Ramsey Campbell apparently couldn’t resist the temptation to invent a new rarity when writing a column (“Ramsey Campbell, Probably” in Necrofile #27, Winter 1998) about a two-part 1983 article in Twilight Zone magazine in which R.S. Hadji, Thomas M. Disch, and Karl Edward Wagner recommended a bunch of obscure horror and weird fiction titles. (All of the titles they recommended were real, though some certainly seemed imaginary by their scarcity.) Campbell wrote that “the article deserves reprinting, guaranteed as it is to send all but the most arduous collector in search of treats as obscure as Francis Xavier Faversham’s The Rising of the Gorge.” Yes, Campbell’s tongue was clearly in his cheek in coming up with that title. For a title as as obscure as The Rising of the Gorge, arduous collectors will indeed search in vain.
Another that I know of appears as a ghost entry in Roger C. Schlobin’s The Literature of Fantasy: A Comprehensive, Annotated Bibliography of Modern Fantasy Fiction (1979). Here’s the entry:
220. The Last of the Sorcerer-Dragon. Trans. [from the Welsh] Philip D. Baugher. West Hempstead, NY: Grail Press, 1944.
In this poignant and bittersweet love story, a young professor, on leave in the Gobi Desert, discovers the last of a race of sorcerous dragons. The dragons have guarded mankind since its beginning. The beautiful and compassionate reptile tells the young man the story of man’s beginning—a tale stripped of its Christian overtones that is influenced by the medieval love story, Tristan and Iseult, and which retells the Eden myth in a totally new and delightful way. Throughout, the tragedy of the slowly dying race of benevolent dragons is intertwined, and their powers gradually explained and transferred to the young professor. As she ends her tale, the dragon dies and the man suddenly realizes that he is now the one with the power to aid mankind. One of the least read and least noticed of all fantasy works.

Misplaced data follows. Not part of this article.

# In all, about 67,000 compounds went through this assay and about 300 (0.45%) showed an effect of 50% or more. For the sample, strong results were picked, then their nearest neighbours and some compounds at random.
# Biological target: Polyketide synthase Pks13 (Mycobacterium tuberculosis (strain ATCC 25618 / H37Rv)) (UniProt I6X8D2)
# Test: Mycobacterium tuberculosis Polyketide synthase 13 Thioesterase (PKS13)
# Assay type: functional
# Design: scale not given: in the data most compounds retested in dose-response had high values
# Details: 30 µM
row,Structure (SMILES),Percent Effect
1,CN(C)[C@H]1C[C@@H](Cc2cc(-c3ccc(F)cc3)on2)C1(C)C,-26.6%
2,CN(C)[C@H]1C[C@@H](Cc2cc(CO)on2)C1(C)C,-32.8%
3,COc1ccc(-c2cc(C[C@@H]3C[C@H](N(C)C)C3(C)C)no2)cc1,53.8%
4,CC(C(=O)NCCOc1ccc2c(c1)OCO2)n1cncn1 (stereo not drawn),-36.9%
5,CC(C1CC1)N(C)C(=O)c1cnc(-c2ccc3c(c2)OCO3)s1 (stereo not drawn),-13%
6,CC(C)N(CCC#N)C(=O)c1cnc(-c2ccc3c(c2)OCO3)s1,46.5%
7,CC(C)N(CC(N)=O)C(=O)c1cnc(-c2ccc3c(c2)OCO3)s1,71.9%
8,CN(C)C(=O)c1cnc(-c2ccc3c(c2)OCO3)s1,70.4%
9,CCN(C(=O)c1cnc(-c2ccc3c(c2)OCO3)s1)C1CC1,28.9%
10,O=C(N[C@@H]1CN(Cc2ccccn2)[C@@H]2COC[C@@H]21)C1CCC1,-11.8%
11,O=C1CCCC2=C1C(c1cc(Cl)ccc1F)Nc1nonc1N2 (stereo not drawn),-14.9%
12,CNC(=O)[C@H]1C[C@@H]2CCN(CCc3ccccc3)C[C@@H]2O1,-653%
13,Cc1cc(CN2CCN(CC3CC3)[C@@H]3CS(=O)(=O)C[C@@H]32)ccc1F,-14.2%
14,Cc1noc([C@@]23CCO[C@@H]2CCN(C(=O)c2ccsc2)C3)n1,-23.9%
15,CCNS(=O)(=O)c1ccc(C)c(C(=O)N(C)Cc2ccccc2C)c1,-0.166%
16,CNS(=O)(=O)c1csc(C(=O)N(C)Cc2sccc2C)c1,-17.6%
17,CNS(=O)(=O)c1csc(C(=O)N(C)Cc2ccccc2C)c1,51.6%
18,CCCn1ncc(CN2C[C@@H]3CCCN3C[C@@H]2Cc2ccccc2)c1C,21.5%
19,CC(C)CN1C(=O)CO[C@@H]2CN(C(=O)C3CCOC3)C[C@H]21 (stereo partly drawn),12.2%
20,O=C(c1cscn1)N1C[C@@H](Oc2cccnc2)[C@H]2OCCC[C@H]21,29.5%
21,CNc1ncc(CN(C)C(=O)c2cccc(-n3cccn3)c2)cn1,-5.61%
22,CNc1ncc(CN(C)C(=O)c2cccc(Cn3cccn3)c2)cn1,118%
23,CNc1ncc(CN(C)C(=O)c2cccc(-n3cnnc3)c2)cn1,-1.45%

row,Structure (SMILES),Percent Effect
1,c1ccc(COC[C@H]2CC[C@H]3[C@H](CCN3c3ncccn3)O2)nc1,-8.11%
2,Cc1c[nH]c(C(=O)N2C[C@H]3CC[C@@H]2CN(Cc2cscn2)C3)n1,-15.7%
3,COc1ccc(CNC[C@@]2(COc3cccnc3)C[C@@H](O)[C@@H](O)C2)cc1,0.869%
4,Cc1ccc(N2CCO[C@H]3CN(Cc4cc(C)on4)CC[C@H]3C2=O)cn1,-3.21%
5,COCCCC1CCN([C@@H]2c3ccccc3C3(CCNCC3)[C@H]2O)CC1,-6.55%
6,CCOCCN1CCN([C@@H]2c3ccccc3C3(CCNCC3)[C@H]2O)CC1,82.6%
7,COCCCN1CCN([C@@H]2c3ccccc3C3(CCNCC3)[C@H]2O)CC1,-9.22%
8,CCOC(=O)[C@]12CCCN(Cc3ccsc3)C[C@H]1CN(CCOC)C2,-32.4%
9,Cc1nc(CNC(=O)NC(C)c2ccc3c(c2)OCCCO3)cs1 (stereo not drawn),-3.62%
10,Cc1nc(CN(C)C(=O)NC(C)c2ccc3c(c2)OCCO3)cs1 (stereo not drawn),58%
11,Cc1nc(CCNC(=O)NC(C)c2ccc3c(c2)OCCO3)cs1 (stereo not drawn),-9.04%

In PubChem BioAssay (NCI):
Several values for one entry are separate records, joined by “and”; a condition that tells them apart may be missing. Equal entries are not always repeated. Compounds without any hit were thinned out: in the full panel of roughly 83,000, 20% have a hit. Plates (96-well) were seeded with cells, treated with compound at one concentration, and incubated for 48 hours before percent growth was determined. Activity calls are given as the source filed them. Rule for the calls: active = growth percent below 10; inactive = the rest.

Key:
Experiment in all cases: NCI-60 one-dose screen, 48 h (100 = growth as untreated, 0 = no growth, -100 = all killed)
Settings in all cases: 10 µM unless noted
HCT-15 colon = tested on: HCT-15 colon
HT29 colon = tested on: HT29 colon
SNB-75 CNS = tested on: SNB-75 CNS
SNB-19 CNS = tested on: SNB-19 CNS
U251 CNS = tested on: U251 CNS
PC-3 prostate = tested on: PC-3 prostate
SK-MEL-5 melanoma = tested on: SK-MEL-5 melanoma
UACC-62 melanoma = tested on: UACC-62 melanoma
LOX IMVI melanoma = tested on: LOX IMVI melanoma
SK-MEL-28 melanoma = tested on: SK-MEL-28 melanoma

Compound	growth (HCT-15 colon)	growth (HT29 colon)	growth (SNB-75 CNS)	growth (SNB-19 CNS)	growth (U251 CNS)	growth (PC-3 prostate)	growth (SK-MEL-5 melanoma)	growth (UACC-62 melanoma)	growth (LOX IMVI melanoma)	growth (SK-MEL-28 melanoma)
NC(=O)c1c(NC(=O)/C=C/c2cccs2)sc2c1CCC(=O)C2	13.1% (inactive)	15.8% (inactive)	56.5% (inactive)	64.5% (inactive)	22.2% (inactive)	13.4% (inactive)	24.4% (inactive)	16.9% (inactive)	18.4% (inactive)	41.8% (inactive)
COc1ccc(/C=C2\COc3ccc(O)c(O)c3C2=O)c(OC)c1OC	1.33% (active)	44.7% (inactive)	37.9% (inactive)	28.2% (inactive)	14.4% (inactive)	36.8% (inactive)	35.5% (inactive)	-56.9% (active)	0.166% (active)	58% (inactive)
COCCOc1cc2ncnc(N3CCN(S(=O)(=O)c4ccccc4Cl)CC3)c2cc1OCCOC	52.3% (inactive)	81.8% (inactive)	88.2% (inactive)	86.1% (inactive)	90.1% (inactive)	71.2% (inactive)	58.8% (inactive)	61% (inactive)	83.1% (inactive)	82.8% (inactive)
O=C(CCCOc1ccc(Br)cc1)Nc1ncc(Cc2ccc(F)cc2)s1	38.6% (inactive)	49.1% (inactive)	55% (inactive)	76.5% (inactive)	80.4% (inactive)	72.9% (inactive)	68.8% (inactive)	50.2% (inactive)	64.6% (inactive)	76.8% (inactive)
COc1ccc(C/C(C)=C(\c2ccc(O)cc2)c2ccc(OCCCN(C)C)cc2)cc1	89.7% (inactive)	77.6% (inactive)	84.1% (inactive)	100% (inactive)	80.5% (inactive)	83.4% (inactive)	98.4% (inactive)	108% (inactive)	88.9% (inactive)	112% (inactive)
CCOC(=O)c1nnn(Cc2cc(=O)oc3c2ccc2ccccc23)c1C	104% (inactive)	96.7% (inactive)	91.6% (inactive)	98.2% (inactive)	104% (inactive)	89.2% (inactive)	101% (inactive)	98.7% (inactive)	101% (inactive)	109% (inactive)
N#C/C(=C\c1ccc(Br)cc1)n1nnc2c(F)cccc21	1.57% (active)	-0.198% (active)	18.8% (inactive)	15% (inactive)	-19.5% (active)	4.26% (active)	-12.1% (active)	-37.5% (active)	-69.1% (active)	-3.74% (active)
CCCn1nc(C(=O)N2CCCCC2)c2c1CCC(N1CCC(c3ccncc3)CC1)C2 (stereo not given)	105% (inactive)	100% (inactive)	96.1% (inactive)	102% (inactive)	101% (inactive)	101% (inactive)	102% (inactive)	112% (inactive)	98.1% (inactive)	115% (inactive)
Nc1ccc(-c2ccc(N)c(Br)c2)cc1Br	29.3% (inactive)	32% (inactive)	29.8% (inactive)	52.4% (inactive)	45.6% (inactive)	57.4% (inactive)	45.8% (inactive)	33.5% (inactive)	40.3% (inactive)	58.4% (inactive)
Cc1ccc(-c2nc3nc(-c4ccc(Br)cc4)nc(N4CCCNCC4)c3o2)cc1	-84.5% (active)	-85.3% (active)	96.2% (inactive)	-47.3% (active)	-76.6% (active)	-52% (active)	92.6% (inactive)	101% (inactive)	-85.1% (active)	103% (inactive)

The first clue to me that this was a spurious work, beyond the fact that I found no other reference to it anywhere, was in noticing that “Regor” is Roger spelled backwards—as in the first name of the bibliographer. And sure enough, Schlobin’s middle initial “C.” turned out to be short for Clark. I checked with Schlobin back in 2001, and he admitted that it was a ghost entry, and that I was the first to notice it, adding, “Of course, I did go on to write and publish the novel although [it is] between e-publishers at the moment.”
My all-time favorite bogus entries are to be found in the two editions of John Bartlett’s Familiar Quotations as edited by Christopher Morley. These are the Eleventh Edition, published in 1940, and the Twelfth Edition, published in 1951. Among Morley’s imaginative additions is one quotation attributed to Sir Eustace Peachtree (floruit 1640) who (supposedly) wrote in The Dangers of This Mortall Life:
Among the notionable dictes of antique Rome was the fancy that when men heard thunder on the left the gods had somewhat of special advertisement to impart. Then did the prudent pause and lay down their affaire to study what omen Jove intended.
(page 184 of both the 1940 and 1951 editions)
This quotation appears on the title page of Morley’s novel Thunder on the Left (1925), which Morley admitted that he made up for the purpose of his novel.
The best of all spurious references is the quote which ends the section headed “Of Unknown Authorship”:
Nunc scripsi totum: pro Christo da mihi potum.
Monkish inscription at the end of medieval manuscripts
(page 957 of the 1940 edition; page 1219 of the 1951 edition, where it is moved to the end of the section of “Miscellaneous Translations”)
It translates, in essence, “I’ve finished the job, for Christ’s sake give me a drink.”
Does anyone know of further examples of spurious academic bibliography?